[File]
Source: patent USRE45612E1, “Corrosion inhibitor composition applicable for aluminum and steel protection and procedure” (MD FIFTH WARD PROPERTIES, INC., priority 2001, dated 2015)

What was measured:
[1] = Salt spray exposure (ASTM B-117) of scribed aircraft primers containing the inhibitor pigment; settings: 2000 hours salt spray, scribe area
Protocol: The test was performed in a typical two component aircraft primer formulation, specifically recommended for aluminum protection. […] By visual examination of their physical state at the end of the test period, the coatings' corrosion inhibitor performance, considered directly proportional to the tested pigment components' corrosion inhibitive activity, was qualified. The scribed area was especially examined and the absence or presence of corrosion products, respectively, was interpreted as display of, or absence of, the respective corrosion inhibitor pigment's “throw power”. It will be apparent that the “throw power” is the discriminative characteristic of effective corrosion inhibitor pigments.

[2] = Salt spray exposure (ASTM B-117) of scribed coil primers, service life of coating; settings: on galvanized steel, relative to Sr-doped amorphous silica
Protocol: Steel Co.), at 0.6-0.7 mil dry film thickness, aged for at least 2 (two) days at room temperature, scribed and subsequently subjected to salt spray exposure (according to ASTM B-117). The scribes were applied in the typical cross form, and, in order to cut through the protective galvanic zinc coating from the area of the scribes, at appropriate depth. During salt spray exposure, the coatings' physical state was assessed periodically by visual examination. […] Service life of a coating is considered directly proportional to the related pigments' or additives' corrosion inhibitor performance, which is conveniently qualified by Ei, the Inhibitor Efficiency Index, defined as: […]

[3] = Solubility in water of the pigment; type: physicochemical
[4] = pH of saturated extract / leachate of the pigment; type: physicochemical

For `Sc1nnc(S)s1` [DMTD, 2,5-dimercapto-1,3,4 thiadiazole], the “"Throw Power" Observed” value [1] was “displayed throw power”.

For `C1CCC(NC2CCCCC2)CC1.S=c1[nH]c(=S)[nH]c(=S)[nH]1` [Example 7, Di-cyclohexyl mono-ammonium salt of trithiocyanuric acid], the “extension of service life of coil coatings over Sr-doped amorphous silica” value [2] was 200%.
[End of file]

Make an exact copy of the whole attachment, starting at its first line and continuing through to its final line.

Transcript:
Source: patent USRE45612E1, “Corrosion inhibitor composition applicable for aluminum and steel protection and procedure” (MD FIFTH WARD PROPERTIES, INC., priority 2001, dated 2015)

What was measured:
[1] = Salt spray exposure (ASTM B-117) of scribed aircraft primers containing the inhibitor pigment; settings: 2000 hours salt spray, scribe area
Protocol: The test was performed in a typical two component aircraft primer formulation, specifically recommended for aluminum protection. […] By visual examination of their physical state at the end of the test period, the coatings' corrosion inhibitor performance, considered directly proportional to the tested pigment components' corrosion inhibitive activity, was qualified. The scribed area was especially examined and the absence or presence of corrosion products, respectively, was interpreted as display of, or absence of, the respective corrosion inhibitor pigment's “throw power”. It will be apparent that the “throw power” is the discriminative characteristic of effective corrosion inhibitor pigments.

[2] = Salt spray exposure (ASTM B-117) of scribed coil primers, service life of coating; settings: on galvanized steel, relative to Sr-doped amorphous silica
Protocol: Steel Co.), at 0.6-0.7 mil dry film thickness, aged for at least 2 (two) days at room temperature, scribed and subsequently subjected to salt spray exposure (according to ASTM B-117). The scribes were applied in the typical cross form, and, in order to cut through the protective galvanic zinc coating from the area of the scribes, at appropriate depth. During salt spray exposure, the coatings' physical state was assessed periodically by visual examination. […] Service life of a coating is considered directly proportional to the related pigments' or additives' corrosion inhibitor performance, which is conveniently qualified by Ei, the Inhibitor Efficiency Index, defined as: […]

[3] = Solubility in water of the pigment; type: physicochemical
[4] = pH of saturated extract / leachate of the pigment; type: physicochemical

For `Sc1nnc(S)s1` [DMTD, 2,5-dimercapto-1,3,4 thiadiazole], the “"Throw Power" Observed” value [1] was “displayed throw power”.

For `C1CCC(NC2CCCCC2)CC1.S=c1[nH]c(=S)[nH]c(=S)[nH]1` [Example 7, Di-cyclohexyl mono-ammonium salt of trithiocyanuric acid], the “extension of service life of coil coatings over Sr-doped amorphous silica” value [2] was 200%.